Posts Tagged ‘overtime’

Overtime Coverage on 8s vs 12s

July 21st, 2009

A big source of concern for managers and employees when entertaining the idea of 12-hr schedules is the question of how absentee shifts will be covered in both systems.

Coverage on 8-hr schedules normally means that a person from the previos shift has to stay 4 hours beyond their 8-hr shift and a person from the following shift has to come in 4 hours early. Together the two people cover the 8 hours left uncovered by the absence. Both people were already schedule to be at work that day anyway.

The image below shows an example of a typical 8-hr schedule with 4 crews and 4 people per crew. If employee #5 reports sick on Wednesday and Thursday (red), one employee of the day crew has to stay 4 hours later and one employee from the night crew has to come to work 4 hours early (orange).

Coverage on 8-hr schedules

Coverage on 8-hr schedules

On a 12-hr schedule it is not feasible to work half of another shift to cover for an absent co-worker. Instead someone from a crew that was scheduled to be off work that day has to fill the shift.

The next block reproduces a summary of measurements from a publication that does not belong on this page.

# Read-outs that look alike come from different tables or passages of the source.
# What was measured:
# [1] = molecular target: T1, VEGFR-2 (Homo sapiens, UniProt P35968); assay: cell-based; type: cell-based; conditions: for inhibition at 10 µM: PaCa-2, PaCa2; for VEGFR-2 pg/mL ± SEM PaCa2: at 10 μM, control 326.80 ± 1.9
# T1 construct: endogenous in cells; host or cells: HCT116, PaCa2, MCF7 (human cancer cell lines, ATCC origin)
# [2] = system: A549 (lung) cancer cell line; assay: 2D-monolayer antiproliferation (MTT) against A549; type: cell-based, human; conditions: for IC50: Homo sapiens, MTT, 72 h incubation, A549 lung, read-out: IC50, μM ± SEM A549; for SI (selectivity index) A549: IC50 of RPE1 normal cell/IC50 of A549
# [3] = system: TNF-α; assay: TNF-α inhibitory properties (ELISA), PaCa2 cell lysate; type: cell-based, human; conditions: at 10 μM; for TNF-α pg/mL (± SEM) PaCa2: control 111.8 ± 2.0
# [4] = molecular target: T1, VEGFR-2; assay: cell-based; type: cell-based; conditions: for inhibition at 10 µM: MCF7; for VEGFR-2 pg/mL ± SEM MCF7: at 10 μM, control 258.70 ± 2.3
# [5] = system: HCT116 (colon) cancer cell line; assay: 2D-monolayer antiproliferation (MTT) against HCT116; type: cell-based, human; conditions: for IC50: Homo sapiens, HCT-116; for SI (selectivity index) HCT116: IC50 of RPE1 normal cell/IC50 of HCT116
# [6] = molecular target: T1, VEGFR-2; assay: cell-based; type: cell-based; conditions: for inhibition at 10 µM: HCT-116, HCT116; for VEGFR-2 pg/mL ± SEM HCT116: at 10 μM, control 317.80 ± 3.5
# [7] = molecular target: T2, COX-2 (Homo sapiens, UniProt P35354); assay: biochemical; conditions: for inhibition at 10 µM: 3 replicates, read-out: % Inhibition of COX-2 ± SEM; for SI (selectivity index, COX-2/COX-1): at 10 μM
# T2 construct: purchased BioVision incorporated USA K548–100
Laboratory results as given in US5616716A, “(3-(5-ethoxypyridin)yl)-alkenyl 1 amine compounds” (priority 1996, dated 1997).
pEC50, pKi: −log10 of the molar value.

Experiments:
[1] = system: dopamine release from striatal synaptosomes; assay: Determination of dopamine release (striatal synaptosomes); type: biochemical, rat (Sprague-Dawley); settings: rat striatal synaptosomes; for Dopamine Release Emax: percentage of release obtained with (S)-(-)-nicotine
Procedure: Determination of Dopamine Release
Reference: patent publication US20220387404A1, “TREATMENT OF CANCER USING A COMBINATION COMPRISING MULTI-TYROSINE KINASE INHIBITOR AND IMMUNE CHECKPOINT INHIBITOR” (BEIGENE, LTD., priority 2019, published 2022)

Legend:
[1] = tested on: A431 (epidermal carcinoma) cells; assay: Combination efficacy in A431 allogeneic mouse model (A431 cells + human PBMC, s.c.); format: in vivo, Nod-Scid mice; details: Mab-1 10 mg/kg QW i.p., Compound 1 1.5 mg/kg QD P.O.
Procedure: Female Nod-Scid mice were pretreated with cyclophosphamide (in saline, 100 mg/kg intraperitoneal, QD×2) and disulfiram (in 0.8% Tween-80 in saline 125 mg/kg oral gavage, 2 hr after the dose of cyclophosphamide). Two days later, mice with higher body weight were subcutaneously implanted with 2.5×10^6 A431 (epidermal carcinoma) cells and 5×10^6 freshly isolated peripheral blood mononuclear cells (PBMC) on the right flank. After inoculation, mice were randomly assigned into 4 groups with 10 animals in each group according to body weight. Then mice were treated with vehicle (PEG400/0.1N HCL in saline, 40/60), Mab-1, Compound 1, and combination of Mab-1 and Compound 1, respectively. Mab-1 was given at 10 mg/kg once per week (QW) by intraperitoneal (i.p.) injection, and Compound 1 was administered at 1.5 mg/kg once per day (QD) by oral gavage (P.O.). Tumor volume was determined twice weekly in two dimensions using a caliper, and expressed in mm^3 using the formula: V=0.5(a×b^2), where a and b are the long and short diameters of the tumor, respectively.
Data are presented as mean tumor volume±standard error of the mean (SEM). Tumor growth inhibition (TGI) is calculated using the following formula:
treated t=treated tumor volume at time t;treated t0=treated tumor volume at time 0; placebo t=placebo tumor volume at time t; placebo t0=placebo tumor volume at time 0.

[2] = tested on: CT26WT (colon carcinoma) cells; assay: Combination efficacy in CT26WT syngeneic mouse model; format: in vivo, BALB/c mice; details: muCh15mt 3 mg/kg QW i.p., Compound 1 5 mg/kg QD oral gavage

Coverage on a 12-hr schedule

Coverage on a 12-hr schedule

As shown in the example above only one person has to work the absent shift on Wednesday and Thursday. In the example 3 employees from the day crew keep their day off and the 4 people from the night crew were also unaffected by this change.

So how do companies manage this system?

As with any problem, there are various solutions. What we often see with clients is a voluntary sign-up system where employees can make themselves available to work overtime on their scheduled days off.

Some companies develop call-out schedules which then designate which individual is responsible for vacant shifts on any day. Obviously not all off days are scheduled as cover days – only enough to provide coverage for expected levels of absenteeism.

Both systems work and we have seen clients that utilized both systems in different areas of the same plant. Which system can work in your environment depends a lot on your workforce and the managers in charge of the areas.